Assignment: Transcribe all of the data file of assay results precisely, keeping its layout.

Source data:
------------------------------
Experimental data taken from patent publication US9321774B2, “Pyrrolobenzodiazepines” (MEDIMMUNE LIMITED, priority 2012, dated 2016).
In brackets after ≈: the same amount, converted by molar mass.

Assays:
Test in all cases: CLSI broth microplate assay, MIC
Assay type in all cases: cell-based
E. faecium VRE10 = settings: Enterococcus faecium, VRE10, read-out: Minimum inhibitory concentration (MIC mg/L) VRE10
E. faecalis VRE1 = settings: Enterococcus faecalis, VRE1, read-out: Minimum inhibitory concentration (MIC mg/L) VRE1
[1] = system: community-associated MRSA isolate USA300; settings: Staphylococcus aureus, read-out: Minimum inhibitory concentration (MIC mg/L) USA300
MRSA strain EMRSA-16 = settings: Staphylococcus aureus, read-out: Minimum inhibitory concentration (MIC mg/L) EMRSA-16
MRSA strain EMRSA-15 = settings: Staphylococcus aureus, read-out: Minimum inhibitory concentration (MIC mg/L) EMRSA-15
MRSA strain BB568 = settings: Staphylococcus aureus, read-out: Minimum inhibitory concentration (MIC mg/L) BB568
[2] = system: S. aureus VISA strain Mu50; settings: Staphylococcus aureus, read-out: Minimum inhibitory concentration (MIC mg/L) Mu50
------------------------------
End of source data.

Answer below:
Experimental data taken from patent publication US9321774B2, “Pyrrolobenzodiazepines” (MEDIMMUNE LIMITED, priority 2012, dated 2016).
In brackets after ≈: the same amount, converted by molar mass.

Assays:
Test in all cases: CLSI broth microplate assay, MIC
Assay type in all cases: cell-based
E. faecium VRE10 = settings: Enterococcus faecium, VRE10, read-out: Minimum inhibitory concentration (MIC mg/L) VRE10
E. faecalis VRE1 = settings: Enterococcus faecalis, VRE1, read-out: Minimum inhibitory concentration (MIC mg/L) VRE1
[1] = system: community-associated MRSA isolate USA300; settings: Staphylococcus aureus, read-out: Minimum inhibitory concentration (MIC mg/L) USA300
MRSA strain EMRSA-16 = settings: Staphylococcus aureus, read-out: Minimum inhibitory concentration (MIC mg/L) EMRSA-16
MRSA strain EMRSA-15 = settings: Staphylococcus aureus, read-out: Minimum inhibitory concentration (MIC mg/L) EMRSA-15
MRSA strain BB568 = settings: Staphylococcus aureus, read-out: Minimum inhibitory concentration (MIC mg/L) BB568
[2] = system: S. aureus VISA strain Mu50; settings: Staphylococcus aureus, read-out: Minimum inhibitory concentration (MIC mg/L) Mu50